Put together your list of monthly expenses, things you truthfully 'have to have' that doesn't include the coffee at Tim Horton's or things like that. This is the basic necessities of survival, (although I can hear the Tim Horton lovers saying "What? I have to get a coffee into me to get going in the morning!") bare with me for a moment. Get back to basics: shelter, clothing, food, heat/cooling, hydro, transportation.

    Your list will include a handful of very basic necessities which most of us have. Now write down what you 'must' pay for each of these necessary expenses. A total for rent or mortgage, heating/cooling, hydro, water/sewer, garbage, clothing, food, transportation, etc. Next to each you should have a total dollar figure per month (basing this on a month because rent payments are typically per month).

    Now make a second list of things that you like to have/do, for example: fitness club membership, TV cable/satellite service, Internet, Tim Horton's (or any other) coffee trips, fast food, recreational activities like: renting movies/games, going to the theatre, etc.

    Beside each write what you honestly spend on each one per month. Keep in mind that that can of pop in the machine that cost a buck, adds up if you do it every day! Be honest with the numbers, even if you are afraid to see what you are really spending. If you aren't sure what you spend, that's a big red flag that you have the potential for a serious pit fall financially.

    On the top of your paper write your total income in a month (this is from any and all sources). Subtract your total for NEEDS which you calculated above. With the remainder, (if any), subtract your total from your WANTS list above.

    Prioritizing your budget can be done by taking the list of NEEDS and focusing on what you must have within that grouping. Start by asking yourself questions like:

    What options do I have for size of housing?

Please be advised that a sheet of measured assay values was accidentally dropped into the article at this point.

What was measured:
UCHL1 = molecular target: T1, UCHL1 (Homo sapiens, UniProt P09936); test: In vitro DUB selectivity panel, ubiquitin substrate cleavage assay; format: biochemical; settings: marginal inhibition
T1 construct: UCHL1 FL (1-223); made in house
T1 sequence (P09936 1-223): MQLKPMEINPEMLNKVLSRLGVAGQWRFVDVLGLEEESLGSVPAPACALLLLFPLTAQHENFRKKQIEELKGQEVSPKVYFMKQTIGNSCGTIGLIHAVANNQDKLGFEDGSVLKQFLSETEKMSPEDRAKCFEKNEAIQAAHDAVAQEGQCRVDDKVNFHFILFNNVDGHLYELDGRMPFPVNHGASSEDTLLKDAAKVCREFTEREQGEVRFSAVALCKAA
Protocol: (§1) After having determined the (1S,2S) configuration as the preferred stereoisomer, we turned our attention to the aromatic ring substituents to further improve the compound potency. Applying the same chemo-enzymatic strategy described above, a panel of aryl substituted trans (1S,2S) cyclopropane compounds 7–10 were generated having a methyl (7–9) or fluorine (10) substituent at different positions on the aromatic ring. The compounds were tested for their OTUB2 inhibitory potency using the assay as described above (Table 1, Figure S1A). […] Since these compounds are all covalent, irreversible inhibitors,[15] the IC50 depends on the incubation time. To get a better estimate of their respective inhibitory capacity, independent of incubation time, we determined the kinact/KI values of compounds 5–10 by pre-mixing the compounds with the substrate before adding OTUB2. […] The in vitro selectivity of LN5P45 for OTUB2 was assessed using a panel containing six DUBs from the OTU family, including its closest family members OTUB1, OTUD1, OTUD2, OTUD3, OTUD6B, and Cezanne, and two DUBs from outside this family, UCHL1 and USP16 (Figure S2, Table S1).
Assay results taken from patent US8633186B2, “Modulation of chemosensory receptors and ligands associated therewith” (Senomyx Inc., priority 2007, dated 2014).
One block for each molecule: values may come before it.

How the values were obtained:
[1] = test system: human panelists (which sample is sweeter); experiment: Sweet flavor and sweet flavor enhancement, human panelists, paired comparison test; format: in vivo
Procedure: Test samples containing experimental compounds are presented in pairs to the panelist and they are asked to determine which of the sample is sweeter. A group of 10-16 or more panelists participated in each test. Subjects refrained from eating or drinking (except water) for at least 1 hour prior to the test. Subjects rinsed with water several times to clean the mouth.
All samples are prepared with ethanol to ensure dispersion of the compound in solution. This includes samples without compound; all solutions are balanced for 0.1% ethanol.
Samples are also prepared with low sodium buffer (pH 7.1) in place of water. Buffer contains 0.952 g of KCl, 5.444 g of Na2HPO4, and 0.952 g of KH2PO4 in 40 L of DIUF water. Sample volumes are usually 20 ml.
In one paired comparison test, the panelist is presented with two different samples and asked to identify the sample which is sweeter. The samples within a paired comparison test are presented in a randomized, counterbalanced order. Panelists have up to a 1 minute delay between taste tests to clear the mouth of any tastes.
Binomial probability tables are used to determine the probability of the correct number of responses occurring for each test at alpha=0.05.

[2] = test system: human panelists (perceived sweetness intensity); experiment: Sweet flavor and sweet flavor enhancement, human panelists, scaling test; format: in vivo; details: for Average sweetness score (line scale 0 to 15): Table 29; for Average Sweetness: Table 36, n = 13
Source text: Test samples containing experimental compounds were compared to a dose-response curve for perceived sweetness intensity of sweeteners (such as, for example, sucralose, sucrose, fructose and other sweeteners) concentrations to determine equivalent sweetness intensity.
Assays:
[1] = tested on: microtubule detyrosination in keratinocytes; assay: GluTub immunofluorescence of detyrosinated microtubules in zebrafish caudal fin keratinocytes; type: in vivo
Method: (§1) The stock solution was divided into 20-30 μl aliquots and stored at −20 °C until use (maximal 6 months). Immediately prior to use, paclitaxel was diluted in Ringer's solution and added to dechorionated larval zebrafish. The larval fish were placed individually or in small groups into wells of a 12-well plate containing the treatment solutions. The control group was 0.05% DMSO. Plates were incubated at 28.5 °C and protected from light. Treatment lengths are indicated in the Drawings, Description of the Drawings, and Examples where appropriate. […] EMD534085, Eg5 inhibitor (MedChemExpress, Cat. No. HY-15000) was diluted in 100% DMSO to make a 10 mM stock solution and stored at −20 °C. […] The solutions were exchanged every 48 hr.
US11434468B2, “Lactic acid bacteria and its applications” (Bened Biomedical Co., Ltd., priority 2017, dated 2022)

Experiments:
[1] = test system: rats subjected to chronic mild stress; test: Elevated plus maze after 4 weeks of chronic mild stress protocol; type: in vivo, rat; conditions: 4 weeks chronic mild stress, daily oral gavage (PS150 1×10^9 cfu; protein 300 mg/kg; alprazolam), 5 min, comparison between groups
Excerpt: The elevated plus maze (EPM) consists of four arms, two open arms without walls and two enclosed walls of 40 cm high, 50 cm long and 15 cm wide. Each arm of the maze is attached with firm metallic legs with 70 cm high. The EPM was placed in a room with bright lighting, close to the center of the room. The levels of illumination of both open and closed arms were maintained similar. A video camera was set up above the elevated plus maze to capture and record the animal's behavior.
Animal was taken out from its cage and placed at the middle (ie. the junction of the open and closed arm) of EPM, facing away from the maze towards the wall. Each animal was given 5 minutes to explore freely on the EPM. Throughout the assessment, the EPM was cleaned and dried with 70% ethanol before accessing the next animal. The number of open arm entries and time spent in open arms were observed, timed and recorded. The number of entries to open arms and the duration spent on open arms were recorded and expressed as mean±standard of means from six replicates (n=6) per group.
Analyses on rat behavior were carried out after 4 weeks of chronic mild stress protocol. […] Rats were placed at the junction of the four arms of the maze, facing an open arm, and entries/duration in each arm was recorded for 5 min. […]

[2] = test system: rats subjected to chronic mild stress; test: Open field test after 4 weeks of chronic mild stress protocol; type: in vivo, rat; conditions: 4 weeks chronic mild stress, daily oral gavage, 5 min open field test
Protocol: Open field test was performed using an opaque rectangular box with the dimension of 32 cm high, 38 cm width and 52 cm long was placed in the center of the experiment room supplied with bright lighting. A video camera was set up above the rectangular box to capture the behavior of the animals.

Is a one bedroom apartment compared to a bachelor or sharing a two bedroom really the best financial option for me, right now?

    How close am I able to live to my work or educational institution and other necessities (groceries, pharmacy, etc)?

    Can I walk, ride a bike, take public transit or car pool, instead of having a personal vehicle for the time being to save money?

    Am I using the heating/cooling systems in my home efficiently to prevent drafts and unwanted heat/cooling loss?

    What other cost saving techniques could I use to make sure my bills are as low as possible?
    Do I shut the lights off when I leave a room, etc.?

    Do I purchase frozen or ready made meals to save time or because I don't know how to cook healthy tasteful meals?

    Am I choosing the best foods, or just the most convenient at the time to prepare?

    Do I buy clothing at malls and high end stores all of the time, or can I try alternatives to paying high prices without sacrificing style and quality?

    Am I recycling or just throwing everything in the garbage? (Costing more money because you pay for the garbage to be removed by the bag.)

    Am I resourceful when it comes to using water or do I waste it?

Considering your cost of living (your absolute basic needs), looking at what you spend per month and what income there is to pay all of these expenses is very important and a wise habit for anyone wanting to feel like they are not swallowed up in debt.

What about [Student] Credit Cards?

Traditionally in your first year of post-secondary education, credit card companies will start tempting you with offers. Is it wise to give in to this card being offered to you at a low monthly fee or with great reward incentives? Only you can decide, but before you sign over your personal information allowing yourself to have the option of "instant gratification" with some fast cash, weigh out a few things on paper first, your own person honesty will keep you from making a decision which you can end up regretting. Ask yourself questions like:

  • At this point in time, although I could really use the money, where will I get the money to pay off this card when the bill comes in?